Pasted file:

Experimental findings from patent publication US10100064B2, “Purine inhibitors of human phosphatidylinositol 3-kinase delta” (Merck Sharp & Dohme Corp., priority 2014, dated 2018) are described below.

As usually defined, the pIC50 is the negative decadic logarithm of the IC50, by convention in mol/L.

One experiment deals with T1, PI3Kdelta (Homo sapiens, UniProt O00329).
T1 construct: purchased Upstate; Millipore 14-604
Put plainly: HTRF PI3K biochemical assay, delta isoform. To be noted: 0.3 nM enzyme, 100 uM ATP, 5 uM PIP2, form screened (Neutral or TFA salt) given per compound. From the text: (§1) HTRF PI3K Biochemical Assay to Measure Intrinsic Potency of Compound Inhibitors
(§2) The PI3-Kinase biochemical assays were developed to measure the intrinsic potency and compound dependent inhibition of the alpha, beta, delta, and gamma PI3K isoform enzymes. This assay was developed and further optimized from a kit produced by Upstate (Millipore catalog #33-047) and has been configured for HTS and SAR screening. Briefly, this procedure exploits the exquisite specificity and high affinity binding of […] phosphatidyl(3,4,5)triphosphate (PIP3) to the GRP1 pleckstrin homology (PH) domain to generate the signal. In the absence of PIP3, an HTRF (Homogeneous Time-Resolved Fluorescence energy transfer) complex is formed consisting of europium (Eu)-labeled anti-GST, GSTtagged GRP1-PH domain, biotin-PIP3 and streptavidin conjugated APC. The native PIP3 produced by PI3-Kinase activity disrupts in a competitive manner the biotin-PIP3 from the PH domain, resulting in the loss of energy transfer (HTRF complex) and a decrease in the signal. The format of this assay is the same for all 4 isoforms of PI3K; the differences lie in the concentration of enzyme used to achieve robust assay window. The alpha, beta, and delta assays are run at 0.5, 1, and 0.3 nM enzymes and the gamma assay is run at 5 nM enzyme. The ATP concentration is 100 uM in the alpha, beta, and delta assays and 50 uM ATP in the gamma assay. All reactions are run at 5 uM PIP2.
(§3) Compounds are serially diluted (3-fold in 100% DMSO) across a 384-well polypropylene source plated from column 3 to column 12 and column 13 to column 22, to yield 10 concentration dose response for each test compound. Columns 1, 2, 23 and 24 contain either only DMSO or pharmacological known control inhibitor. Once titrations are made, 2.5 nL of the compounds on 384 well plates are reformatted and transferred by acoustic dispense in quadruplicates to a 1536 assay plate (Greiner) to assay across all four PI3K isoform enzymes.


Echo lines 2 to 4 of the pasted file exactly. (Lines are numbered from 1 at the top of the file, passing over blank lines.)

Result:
As usually defined, the pIC50 is the negative decadic logarithm of the IC50, by convention in mol/L.

One experiment deals with T1, PI3Kdelta (Homo sapiens, UniProt O00329).
T1 construct: purchased Upstate; Millipore 14-604